The Delhi High Court Wednesday termed the ban on cycle rickshaws on the city’s arterial roads “arbitrary” and stressed that non-motorised vehicles were the need of the hour in the wake of rising pollution and global warming.
A division bench comprising Chief Justice Ajit Prakash Shah, Justice S. Muralidhar and Justice Ravinder Bhatt said: “Planet earth seems to be running out of options unless unorthodox and sometimes unpopular policies are pursued. Whatever be the nuances about the technical soundness of the exact extent of global warming, the signs are self evident – erratic weather patterns, drying rivers and a depleting water table, food insecurity, retreating glaciers, drastically reducing forest cover.”
Turning down the traffic police’s submission that cycle rickshaw pullers create a nuisance on the roads, the court said: “It would be important for public authorities, particularly law enforcement agencies, to display sensitivity when exercising the coercive powers under various statutes to the vulnerable situation in which the underprivileged populations, of which the rickshaw pullers form an integral part, are placed.”
“This is a fit case where authorities should explore all options to reduce road congestion and consider all proposals from an overall or holistic perspective,” the bench said while forming a committee to explore the options available.
“Our country is vast with an ever-growing population, alarming numbers of whom continue to swell the list of the unemployed. In these circumstances, any opportunity towards gainful employment, howsoever slight, is worth exploring – it may be part-time employment or full-time, it may be seasonal or regional. If these are recognised as legitimate, the conclusion that cycle rickshaw plying is offensive to human dignity cannot be understood at all,” the bench remarked.
Terming that every person has the right to earn their living, the court said:”Prohibiting a class of impoverished persons altogether of the chance of livelihood in a category of non-dangerous commercial activity, i.e. hiring cycle rickshaws for plying cannot be supported as a reasonable restriction.”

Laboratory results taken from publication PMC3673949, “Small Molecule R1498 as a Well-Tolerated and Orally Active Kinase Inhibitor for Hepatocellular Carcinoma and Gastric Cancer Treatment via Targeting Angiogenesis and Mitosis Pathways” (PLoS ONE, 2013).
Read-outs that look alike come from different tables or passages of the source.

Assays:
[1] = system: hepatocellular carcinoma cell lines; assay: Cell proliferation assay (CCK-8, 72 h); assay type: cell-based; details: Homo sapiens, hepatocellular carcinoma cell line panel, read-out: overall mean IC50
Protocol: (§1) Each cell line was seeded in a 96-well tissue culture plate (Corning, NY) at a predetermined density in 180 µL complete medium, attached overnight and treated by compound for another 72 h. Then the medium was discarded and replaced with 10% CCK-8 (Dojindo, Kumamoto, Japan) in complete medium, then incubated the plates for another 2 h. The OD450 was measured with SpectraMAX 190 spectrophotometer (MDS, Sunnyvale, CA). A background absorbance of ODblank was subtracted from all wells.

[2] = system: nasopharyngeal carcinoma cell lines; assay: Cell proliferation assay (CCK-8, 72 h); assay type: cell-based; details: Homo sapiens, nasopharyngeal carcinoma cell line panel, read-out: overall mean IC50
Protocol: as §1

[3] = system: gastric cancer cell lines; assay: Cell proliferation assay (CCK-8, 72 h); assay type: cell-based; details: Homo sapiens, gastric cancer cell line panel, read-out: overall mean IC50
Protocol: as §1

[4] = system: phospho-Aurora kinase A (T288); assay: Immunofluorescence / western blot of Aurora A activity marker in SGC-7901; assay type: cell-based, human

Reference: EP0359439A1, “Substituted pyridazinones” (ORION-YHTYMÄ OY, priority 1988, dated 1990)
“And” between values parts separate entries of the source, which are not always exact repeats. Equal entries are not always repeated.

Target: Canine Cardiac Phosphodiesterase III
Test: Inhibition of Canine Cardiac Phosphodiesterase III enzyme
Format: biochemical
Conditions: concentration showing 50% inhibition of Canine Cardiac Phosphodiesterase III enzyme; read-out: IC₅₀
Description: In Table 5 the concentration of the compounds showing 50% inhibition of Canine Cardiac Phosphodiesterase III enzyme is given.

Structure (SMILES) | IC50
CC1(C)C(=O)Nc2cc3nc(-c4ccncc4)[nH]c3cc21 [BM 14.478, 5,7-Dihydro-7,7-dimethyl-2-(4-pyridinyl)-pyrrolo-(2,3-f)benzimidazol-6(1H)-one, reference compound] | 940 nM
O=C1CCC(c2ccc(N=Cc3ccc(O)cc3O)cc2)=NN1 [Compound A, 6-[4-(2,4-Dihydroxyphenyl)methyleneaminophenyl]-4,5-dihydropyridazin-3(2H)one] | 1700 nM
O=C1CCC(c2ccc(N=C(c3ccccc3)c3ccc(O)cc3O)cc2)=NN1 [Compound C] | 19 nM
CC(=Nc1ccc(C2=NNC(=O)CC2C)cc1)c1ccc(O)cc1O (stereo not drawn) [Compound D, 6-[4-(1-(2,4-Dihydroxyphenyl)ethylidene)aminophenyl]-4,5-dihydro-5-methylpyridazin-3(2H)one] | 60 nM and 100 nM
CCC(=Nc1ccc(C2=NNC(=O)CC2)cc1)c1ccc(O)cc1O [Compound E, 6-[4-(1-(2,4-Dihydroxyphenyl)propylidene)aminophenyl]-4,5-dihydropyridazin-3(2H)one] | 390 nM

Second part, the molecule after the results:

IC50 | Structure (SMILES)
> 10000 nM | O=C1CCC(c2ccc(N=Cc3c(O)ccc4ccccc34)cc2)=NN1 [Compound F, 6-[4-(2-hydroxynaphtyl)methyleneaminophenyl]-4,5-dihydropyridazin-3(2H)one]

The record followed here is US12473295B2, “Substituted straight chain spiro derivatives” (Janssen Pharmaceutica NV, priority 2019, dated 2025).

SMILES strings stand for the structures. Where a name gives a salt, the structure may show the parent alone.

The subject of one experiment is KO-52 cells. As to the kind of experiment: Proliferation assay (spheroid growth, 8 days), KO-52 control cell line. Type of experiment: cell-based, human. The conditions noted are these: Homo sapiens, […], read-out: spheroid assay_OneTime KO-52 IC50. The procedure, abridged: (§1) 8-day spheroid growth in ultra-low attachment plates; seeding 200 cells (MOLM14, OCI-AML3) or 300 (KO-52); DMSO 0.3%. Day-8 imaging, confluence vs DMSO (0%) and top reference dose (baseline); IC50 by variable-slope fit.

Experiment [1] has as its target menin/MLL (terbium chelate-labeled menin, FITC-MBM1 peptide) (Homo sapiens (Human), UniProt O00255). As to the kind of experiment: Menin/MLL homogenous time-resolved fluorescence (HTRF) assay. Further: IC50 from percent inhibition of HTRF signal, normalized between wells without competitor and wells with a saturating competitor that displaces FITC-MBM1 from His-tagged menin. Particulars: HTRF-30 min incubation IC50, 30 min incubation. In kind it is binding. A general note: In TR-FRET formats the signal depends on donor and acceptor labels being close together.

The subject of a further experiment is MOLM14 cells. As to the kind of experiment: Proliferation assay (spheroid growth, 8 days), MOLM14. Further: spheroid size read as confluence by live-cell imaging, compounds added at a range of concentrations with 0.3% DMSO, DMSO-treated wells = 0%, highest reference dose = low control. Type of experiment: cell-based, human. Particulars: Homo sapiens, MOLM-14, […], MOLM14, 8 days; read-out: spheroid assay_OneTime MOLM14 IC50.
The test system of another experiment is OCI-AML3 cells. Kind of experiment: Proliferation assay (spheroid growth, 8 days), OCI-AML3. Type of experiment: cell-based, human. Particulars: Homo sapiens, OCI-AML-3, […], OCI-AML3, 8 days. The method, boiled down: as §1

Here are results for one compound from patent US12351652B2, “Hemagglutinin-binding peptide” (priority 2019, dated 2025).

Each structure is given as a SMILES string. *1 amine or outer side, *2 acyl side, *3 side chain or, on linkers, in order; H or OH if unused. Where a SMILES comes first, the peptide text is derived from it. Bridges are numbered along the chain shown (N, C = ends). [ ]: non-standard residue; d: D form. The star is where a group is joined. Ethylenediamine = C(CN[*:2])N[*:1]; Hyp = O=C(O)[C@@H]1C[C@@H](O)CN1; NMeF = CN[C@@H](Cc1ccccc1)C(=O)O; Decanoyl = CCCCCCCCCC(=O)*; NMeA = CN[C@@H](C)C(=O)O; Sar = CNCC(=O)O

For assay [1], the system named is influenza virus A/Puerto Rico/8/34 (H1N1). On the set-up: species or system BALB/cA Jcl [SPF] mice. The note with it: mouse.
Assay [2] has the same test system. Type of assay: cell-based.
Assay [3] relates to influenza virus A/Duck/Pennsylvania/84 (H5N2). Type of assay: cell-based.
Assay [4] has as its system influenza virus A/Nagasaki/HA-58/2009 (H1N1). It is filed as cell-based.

Quashing the Municipal Corporation of Delhi’s (MCD) policy of ‘owner should be plier’, the court said: “The owner-plier policy, even though valid 22 years ago, cannot be regarded as non-discriminatory and valid now. It is arbitrary.”
The court was hearing a petition by NGO Manushi and Initiative for Transportation & Development Programmes that the court’s order and the MCD’s policy of banning rickshaws from arterial roads and Chandni Chowk area in Old Delhi was arbitrary and violated the fundamental rights of rickshaw pullers.
The petition also criticised the ceiling imposed on the number of licences granted to rickshaw pullers in the city.
The bench prohibited the MCD from confiscating and crushing cycle rickshaws without licence, terming the action unjustified.
Stressing the need for non-motorised mode of transport, the court said: “The figures of registered motor vehicles are in excess of 60 lakh… As far as private commercial vehicles catering to the public are concerned, there are 76,090 auto rickshaws and 30,809 taxis on the road. Thus, there is a felt need for non-motorized road transportation, which the cycle rickshaws offer.”
The court then directed the MCD to provide parking space to cycle rickshaws as well.